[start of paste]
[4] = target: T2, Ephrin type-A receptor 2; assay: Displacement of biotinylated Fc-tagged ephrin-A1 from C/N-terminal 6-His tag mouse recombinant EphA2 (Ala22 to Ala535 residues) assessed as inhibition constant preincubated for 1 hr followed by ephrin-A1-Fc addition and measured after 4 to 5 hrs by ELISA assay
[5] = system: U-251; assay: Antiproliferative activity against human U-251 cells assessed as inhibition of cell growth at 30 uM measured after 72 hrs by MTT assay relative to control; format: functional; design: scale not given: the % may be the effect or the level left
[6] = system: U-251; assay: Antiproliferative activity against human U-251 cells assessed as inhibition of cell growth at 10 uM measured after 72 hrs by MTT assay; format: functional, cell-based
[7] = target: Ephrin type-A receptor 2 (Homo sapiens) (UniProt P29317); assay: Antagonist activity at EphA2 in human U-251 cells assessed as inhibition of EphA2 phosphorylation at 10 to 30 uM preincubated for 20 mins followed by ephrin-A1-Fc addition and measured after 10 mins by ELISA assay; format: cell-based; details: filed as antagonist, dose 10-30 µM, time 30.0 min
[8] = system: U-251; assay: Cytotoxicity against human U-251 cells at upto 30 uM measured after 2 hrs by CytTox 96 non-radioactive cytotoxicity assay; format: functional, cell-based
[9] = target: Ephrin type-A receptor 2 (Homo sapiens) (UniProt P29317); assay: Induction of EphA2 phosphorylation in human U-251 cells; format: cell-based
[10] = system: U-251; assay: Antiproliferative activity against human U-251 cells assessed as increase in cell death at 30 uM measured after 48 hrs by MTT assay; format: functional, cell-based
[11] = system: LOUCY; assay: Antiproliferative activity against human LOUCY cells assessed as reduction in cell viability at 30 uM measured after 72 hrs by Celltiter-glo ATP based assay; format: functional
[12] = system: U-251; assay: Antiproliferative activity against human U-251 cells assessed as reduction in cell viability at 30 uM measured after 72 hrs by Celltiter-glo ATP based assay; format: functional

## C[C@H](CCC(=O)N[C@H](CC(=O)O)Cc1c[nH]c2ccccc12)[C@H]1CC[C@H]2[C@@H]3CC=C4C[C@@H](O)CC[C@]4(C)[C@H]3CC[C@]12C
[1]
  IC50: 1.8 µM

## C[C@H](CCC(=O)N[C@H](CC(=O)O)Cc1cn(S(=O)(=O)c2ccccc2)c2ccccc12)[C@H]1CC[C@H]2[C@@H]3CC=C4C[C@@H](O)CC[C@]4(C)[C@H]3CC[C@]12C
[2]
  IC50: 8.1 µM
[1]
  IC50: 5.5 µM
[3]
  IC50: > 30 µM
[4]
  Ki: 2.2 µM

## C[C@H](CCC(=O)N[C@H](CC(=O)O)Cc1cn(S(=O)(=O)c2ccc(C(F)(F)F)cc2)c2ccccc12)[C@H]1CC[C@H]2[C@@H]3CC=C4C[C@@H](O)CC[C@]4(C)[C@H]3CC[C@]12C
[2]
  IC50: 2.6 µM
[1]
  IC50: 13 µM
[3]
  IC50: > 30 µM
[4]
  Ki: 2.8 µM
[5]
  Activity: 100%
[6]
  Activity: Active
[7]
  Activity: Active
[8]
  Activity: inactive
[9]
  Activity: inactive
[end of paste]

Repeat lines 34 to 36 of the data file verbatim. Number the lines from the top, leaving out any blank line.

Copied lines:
  Activity: Active
[7]
  Activity: Active